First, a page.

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Ghulam Dastgir, Sara Ferri, John Danias, Eric Shrier; Impact of Intravitreal Bevacizumab on Intraocular Pressure. Invest. Ophthalmol. Vis. Sci. 2012;53(14):2970.
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Bevacizumab is an anti-vascular endothelial growth factor agent used in the management of various neovascular ocular conditions. Case studies in the literature have reported significant increases in intraocular pressure (IOP) following intravitreal injection of bevacizumab. This study explores the long-term effect of intravitreal bevacizumab on IOP in glaucomatous eyes, nonglaucomatous eyes, and eyes at high risk for glaucoma.
A retrospective chart review of 87 eyes of 87 patients who received intravitreal bevacizumab injections by one surgeon (ES) for various ophthalmic indications was performed. The study population consisted of patients with and without a history of glaucoma in the injected eye. Patients with active neovascular glaucoma, history of glaucoma filtration surgery, and cataract surgery following bevacizumab administration were excluded. Data included two-year average intraocular pressures prior to administration of bevacizumab and regular follow-up of IOP beginning 4-6 weeks after first bevacizumab injection. Endpoint was the addition of at least one IOP-lowering medication over the course of the treatment period. Chi-square analyses were performed to compare IOP changes over various time points.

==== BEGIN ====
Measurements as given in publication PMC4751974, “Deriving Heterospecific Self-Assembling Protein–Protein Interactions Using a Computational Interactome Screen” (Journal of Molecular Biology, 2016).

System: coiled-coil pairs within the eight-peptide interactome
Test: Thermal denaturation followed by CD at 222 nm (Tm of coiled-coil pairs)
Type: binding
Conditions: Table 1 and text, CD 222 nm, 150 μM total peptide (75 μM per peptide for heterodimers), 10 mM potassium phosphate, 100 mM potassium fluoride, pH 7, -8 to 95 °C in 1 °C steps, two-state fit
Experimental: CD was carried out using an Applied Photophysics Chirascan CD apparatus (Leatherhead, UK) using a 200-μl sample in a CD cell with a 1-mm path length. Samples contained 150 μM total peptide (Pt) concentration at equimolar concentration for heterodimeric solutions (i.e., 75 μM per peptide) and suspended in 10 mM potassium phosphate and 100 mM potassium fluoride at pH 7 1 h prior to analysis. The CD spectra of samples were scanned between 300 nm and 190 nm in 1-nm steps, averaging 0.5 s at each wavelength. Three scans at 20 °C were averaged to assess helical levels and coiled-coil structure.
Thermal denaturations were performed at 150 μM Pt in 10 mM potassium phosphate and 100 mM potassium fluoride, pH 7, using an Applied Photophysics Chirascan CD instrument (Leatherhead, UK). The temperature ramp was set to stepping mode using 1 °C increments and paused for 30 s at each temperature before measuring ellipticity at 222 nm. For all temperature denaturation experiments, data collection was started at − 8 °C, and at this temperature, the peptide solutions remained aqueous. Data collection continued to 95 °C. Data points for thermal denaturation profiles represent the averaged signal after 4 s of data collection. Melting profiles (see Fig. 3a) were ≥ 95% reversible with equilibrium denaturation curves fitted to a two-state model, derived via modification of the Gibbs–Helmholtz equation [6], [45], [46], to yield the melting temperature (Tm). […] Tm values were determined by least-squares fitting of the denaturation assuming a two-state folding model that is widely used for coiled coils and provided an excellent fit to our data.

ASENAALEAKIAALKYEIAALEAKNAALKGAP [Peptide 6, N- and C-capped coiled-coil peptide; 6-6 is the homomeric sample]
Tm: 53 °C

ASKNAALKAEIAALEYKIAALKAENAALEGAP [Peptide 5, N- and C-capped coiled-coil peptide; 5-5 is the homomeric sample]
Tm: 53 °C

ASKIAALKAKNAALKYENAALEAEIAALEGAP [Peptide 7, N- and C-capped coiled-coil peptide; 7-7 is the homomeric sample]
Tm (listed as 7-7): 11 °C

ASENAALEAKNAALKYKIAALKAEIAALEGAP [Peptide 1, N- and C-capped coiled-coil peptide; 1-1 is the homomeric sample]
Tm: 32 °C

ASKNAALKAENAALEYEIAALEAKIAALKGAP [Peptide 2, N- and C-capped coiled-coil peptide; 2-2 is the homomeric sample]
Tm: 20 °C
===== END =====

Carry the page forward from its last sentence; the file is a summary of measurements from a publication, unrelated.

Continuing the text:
Of the 87 eyes receiving intravitreal bevacizumab, 60 eyes were nonglaucomatous, 22 eyes were glaucomatous, and 5 eyes were at high risk for glaucoma. The median follow-up time was 14 months with a range of 2 months to 57 months. There was no difference between pre-avastin average IOP and 4-6 week follow-up IOP (Χ²=0.317) or the average of the final three IOP’s at follow-up (Χ²=0.892). There was a significant difference between the pre-injection IOP and the maximum measured IOP at follow up (Χ²=0.049). A total of 5 eyes (5.7%) in the study population required the addition of an IOP-lowering medication; two were glaucomatous, two were nonglaucomatous, and one was at high risk for glaucoma.
Intravitreal bevacizumab may cause a significant elevation of IOP over the course of follow-up in both glaucomatous and nonglaucomatous eyes. However, this increase may be transient and clinically may not require initiation of IOP-lowering medication. We recommend regular close monitoring of IOP in patients receiving intravitreal bevacizumab irrespective of a history of glaucoma.
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